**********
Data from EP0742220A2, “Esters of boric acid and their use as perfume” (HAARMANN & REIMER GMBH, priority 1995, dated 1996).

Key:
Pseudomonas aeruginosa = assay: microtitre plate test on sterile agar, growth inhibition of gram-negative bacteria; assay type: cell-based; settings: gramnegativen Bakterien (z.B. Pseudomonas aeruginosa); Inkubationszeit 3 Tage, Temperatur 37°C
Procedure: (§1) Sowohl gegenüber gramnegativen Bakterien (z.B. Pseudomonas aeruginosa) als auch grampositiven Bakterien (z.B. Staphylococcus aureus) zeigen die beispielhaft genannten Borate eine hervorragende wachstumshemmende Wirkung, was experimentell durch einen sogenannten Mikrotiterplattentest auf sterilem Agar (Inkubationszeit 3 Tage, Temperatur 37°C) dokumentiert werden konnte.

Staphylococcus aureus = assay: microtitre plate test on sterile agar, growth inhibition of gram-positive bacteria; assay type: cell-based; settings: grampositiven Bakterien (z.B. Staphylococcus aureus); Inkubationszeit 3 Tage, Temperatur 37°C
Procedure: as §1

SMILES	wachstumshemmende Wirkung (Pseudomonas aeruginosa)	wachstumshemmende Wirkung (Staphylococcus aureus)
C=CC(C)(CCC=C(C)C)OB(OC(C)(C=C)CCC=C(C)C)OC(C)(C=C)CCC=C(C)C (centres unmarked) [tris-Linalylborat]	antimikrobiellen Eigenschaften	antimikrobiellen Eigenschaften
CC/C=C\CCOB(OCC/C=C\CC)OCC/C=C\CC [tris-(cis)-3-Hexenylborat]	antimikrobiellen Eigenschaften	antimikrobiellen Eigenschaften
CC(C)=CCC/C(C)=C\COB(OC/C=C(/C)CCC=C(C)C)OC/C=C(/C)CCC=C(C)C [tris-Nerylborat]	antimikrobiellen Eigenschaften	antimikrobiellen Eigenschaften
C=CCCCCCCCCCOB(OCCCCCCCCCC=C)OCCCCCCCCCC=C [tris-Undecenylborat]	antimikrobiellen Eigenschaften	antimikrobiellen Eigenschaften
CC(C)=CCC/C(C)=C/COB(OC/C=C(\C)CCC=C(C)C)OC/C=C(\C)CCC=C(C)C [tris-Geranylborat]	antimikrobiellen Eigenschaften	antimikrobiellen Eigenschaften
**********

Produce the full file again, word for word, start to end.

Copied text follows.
Data from EP0742220A2, “Esters of boric acid and their use as perfume” (HAARMANN & REIMER GMBH, priority 1995, dated 1996).

Key:
Pseudomonas aeruginosa = assay: microtitre plate test on sterile agar, growth inhibition of gram-negative bacteria; assay type: cell-based; settings: gramnegativen Bakterien (z.B. Pseudomonas aeruginosa); Inkubationszeit 3 Tage, Temperatur 37°C
Procedure: (§1) Sowohl gegenüber gramnegativen Bakterien (z.B. Pseudomonas aeruginosa) als auch grampositiven Bakterien (z.B. Staphylococcus aureus) zeigen die beispielhaft genannten Borate eine hervorragende wachstumshemmende Wirkung, was experimentell durch einen sogenannten Mikrotiterplattentest auf sterilem Agar (Inkubationszeit 3 Tage, Temperatur 37°C) dokumentiert werden konnte.

Staphylococcus aureus = assay: microtitre plate test on sterile agar, growth inhibition of gram-positive bacteria; assay type: cell-based; settings: grampositiven Bakterien (z.B. Staphylococcus aureus); Inkubationszeit 3 Tage, Temperatur 37°C
Procedure: as §1

SMILES	wachstumshemmende Wirkung (Pseudomonas aeruginosa)	wachstumshemmende Wirkung (Staphylococcus aureus)
C=CC(C)(CCC=C(C)C)OB(OC(C)(C=C)CCC=C(C)C)OC(C)(C=C)CCC=C(C)C (centres unmarked) [tris-Linalylborat]	antimikrobiellen Eigenschaften	antimikrobiellen Eigenschaften
CC/C=C\CCOB(OCC/C=C\CC)OCC/C=C\CC [tris-(cis)-3-Hexenylborat]	antimikrobiellen Eigenschaften	antimikrobiellen Eigenschaften
CC(C)=CCC/C(C)=C\COB(OC/C=C(/C)CCC=C(C)C)OC/C=C(/C)CCC=C(C)C [tris-Nerylborat]	antimikrobiellen Eigenschaften	antimikrobiellen Eigenschaften
C=CCCCCCCCCCOB(OCCCCCCCCCC=C)OCCCCCCCCCC=C [tris-Undecenylborat]	antimikrobiellen Eigenschaften	antimikrobiellen Eigenschaften
CC(C)=CCC/C(C)=C/COB(OC/C=C(\C)CCC=C(C)C)OC/C=C(\C)CCC=C(C)C [tris-Geranylborat]	antimikrobiellen Eigenschaften	antimikrobiellen Eigenschaften